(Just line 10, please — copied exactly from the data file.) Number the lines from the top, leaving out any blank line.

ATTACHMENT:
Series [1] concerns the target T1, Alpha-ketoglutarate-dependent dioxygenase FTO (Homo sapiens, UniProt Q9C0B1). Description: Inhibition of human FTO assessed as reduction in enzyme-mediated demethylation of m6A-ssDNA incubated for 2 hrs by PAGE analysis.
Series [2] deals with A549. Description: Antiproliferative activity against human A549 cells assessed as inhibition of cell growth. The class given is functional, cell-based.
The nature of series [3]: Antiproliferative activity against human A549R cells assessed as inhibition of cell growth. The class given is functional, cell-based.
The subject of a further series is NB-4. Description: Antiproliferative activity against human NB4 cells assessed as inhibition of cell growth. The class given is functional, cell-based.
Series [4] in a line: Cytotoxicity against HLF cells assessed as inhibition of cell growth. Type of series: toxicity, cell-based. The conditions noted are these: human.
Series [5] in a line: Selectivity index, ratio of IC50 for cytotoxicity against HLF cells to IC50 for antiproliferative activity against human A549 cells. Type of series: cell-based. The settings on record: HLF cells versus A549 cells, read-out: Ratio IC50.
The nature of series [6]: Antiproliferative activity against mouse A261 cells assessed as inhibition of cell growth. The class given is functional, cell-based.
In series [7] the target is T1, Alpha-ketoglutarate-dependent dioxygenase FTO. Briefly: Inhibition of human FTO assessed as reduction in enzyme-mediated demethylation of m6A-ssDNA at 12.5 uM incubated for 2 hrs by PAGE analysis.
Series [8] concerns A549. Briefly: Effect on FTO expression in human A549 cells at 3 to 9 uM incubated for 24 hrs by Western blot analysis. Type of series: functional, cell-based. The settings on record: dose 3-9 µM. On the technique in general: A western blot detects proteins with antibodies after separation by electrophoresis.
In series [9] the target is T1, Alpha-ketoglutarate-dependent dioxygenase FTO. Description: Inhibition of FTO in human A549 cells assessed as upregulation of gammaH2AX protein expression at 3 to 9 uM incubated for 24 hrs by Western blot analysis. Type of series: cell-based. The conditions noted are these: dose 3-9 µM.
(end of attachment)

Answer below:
In series [9] the target is T1, Alpha-ketoglutarate-dependent dioxygenase FTO. Description: Inhibition of FTO in human A549 cells assessed as upregulation of gammaH2AX protein expression at 3 to 9 uM incubated for 24 hrs by Western blot analysis. Type of series: cell-based. The conditions noted are these: dose 3-9 µM.